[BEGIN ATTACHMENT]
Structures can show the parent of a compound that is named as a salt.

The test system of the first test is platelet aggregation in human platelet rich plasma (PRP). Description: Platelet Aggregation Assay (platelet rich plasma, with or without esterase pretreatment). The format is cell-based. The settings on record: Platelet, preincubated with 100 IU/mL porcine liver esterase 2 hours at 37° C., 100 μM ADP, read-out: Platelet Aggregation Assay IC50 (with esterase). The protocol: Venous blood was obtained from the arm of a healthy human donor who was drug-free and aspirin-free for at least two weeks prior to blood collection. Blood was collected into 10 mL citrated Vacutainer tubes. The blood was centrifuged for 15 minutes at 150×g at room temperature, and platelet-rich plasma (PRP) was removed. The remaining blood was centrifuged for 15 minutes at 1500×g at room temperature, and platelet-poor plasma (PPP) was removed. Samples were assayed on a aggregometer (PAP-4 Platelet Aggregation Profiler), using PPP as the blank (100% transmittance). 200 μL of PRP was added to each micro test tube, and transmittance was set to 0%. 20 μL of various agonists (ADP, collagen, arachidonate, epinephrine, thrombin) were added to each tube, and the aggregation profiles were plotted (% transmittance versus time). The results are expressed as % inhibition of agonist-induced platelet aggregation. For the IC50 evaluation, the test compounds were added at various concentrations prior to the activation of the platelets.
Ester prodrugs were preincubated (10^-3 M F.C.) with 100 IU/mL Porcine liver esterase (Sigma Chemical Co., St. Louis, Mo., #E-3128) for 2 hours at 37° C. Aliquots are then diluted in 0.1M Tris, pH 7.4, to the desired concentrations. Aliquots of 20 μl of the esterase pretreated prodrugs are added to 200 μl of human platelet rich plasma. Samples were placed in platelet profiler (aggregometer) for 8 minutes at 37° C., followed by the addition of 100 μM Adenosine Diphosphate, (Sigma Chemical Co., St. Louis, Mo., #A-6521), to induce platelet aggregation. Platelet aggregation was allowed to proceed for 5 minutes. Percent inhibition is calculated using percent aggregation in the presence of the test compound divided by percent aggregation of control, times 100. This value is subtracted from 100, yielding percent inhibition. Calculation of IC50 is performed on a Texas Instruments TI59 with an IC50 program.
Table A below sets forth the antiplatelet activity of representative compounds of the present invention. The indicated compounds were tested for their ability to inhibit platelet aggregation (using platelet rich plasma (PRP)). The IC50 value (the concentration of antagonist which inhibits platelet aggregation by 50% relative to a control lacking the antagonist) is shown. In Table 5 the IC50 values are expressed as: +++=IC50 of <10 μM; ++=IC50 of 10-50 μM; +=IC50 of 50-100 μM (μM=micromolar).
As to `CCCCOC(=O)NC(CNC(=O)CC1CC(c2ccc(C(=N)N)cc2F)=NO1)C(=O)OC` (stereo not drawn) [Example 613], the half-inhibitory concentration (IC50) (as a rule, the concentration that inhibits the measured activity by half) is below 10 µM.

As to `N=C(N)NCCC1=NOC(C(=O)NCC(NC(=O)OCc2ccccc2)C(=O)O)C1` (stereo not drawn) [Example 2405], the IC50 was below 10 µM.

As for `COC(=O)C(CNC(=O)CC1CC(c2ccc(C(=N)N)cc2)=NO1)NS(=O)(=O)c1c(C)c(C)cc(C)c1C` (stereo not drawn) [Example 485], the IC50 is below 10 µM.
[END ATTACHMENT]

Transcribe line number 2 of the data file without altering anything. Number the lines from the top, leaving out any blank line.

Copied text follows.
The test system of the first test is platelet aggregation in human platelet rich plasma (PRP). Description: Platelet Aggregation Assay (platelet rich plasma, with or without esterase pretreatment). The format is cell-based. The settings on record: Platelet, preincubated with 100 IU/mL porcine liver esterase 2 hours at 37° C., 100 μM ADP, read-out: Platelet Aggregation Assay IC50 (with esterase). The protocol: Venous blood was obtained from the arm of a healthy human donor who was drug-free and aspirin-free for at least two weeks prior to blood collection. Blood was collected into 10 mL citrated Vacutainer tubes. The blood was centrifuged for 15 minutes at 150×g at room temperature, and platelet-rich plasma (PRP) was removed. The remaining blood was centrifuged for 15 minutes at 1500×g at room temperature, and platelet-poor plasma (PPP) was removed. Samples were assayed on a aggregometer (PAP-4 Platelet Aggregation Profiler), using PPP as the blank (100% transmittance). 200 μL of PRP was added to each micro test tube, and transmittance was set to 0%. 20 μL of various agonists (ADP, collagen, arachidonate, epinephrine, thrombin) were added to each tube, and the aggregation profiles were plotted (% transmittance versus time). The results are expressed as % inhibition of agonist-induced platelet aggregation. For the IC50 evaluation, the test compounds were added at various concentrations prior to the activation of the platelets.